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55 Cards in this Set

  • Front
  • Back
language that appeals to the senses
IMAGERY
a phrase commonly used which is not to be taken literally
IDIOM
an outcome that turns out to be very different from what was expected, the difference between what is expected to happen and what actually does
SITUATIONAL IRONY
a figure of speech in which what is said is the opposite of what is meant
VERBAL IRONY
an anecdote that illustrates or supports a moral point, as in a medieval sermon.
EXEMPLUM
two consecutive lines of poetry that rhyme
COUPLET
quality of speech or writing that combines verbal cleverness with keen perception especially of the incongrous
WIT
a line of poetry that does not contain a pause or conclusion at the end but rather continues on to the next line
RUN ON LINE
the alternation of stressed and unstressed syllables in language
RHYTHM
The repetition of accented vowel sounds and all sounds following them in words that are close together in a poem
RHYME
a kind of play in which human actions have inevitable consequences in which the characters bad deeds are never forgiven
TRAGEDY
private words that a character in a play speaks to the audience or to another character and that are not supposed to be overheard by others on stage
ASIDE
a struggle or clash between opposing characters forces or emotions
CONFLICT
a character struggles against some outside force
EXTERNAL CONFLICT
A struggle between oposing needs within a single character
INTERNAL CONFLICT
A concise and often witty statement of wisdom or opinion, such as “Children should be seen and not heard,” or “People who live in glass houses shouldn't throw stones.”
APHORISM
A metrical foot or unit of measure consisting of an unstressed syllable followed by a stressed syllable
IAMB
a line of poetry made up of five lines
PENTAMETER
poetry written in unrhymed iambic pentameter
BLANK VERSE
an amusing scene, incident, or speech introduced into serious or tragic elements, as in a play, in order to provide temporary relief from tension, or to intensify the dramatic action.
COMIC RELEIF
a long speech in which a character who is usually alone on stage expresses his or her private thoughts or feelings
SOLILOQUY
a figure of speech in which something closely related to a thing or suggested by it is substituted for the thing itself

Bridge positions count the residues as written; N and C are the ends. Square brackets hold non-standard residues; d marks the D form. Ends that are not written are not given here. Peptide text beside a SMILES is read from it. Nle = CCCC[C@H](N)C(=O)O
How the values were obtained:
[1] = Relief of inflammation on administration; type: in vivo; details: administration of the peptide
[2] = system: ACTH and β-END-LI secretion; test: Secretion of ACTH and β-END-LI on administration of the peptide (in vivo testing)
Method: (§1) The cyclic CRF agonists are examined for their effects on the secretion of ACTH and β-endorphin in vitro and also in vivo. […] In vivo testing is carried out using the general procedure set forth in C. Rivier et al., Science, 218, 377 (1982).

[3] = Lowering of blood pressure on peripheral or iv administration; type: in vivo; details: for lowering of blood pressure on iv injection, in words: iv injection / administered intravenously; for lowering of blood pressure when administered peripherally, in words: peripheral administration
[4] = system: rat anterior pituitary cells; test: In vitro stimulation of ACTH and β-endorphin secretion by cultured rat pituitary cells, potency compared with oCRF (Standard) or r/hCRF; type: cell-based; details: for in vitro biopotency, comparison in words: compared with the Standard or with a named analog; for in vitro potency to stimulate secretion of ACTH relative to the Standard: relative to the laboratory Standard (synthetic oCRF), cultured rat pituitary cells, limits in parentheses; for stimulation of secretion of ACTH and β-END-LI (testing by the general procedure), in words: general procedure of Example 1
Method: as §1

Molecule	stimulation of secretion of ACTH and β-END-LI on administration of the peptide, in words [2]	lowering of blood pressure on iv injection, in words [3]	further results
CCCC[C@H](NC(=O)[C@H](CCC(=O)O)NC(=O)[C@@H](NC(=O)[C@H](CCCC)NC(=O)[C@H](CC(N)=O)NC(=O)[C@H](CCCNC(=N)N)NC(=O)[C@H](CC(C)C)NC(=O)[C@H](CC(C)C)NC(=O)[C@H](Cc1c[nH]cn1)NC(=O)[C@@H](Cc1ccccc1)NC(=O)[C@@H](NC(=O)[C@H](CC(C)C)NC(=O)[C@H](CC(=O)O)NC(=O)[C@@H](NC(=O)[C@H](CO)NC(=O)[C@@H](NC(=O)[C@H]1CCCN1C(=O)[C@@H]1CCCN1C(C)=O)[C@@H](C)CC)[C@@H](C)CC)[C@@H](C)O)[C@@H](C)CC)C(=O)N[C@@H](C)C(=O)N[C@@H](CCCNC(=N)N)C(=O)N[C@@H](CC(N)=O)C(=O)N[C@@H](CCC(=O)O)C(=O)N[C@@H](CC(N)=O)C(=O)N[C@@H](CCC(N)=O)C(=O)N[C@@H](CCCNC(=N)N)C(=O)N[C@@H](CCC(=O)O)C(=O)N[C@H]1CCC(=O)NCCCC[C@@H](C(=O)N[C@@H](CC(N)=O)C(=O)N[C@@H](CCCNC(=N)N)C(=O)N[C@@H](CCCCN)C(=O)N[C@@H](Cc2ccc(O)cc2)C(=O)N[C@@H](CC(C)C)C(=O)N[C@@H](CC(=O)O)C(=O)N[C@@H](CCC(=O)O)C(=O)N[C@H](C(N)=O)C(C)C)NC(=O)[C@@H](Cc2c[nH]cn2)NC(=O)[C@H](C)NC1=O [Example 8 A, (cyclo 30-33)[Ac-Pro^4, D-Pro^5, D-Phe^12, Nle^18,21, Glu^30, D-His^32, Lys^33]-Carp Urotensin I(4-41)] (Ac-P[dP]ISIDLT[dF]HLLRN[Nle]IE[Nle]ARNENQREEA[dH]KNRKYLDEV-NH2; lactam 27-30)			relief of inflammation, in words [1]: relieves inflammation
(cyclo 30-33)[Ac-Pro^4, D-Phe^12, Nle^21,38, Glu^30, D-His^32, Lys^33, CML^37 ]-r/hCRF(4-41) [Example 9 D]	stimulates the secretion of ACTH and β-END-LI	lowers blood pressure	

METONYMY
a character who sets off another character by strong contrast
FOIL
a story in which the characters settings and events stand for abstract or moral concepts
ALLEGORY
to show or indicate beforehand; prefigure
FORESHADOW
an apparent contradiction that is actually true
PARADOX
a part of a dramatic representation given in pantomime,
DUMB SHOW
the attitude a writer takes toward the reader a subject or character
TONE
the parts of a written or spoken statement that precede or follow a specific word or passage, usually influencing its meaning or effect
CONTEXT
words and phrases that were used regularly in language but are now less common
ARCHAIC LANGUAGE
a reference to a statement person place event or thing that is known for literature history religion mythology politics sports science or popular culture
ALLUSION
a short allegonical story that teaches a moral or religious lesson about life
PARABLE
a figure of speech in which a part stands for the whole as in "Our daily bread"
SYNECDOCHE
the study of the origin and history of words and language
ETYMOLOGY
a secret plan or scheme to accomplish some purpose
PLOT
the humorous use of a word or phrase so as to emphasize or suggest its different meanings or applications, or the use of words that are alike or nearly alike in sound but different in meaning; a play on words.
PUN
someone of great learning with abilities in many different areas
RENAISSANCE
a stanza or poem of four lines
QUATRAIN
an excessively favorable opinion of one's own ability, importance, wit, etc
CONCEIT
an imaginary island described in Sir Thomas More's Utopia (1516) as enjoying perfection in law, politics, etc.
UTOPIA
required obligation
COMPULSORY
any trick or scheme for achieving some purpose
STRATEGEM
any fact or experience that is apparent to the senses
PHENOMENON
a group of people united by common interests
COMMON WEALTH
not needed unneccessary irrelevant
SUPERFLUOUS
anything bought psoldiary any article of commerce
COMMODITY
prosperous; successful
FLOURISTING
complaining; peevish
QUERULOUS
consitantly; endlessly
INCESSANTLY
in poverty; needy poor
INDIGENT
to be enough to be adequate
SUFFICE
one who furnishes or supplies
PURVEYOR
doing good, kindly; charitable
BENEVOLENT
to get money or goods from someone by violence
EXTORT
very greedy
INSATIABLE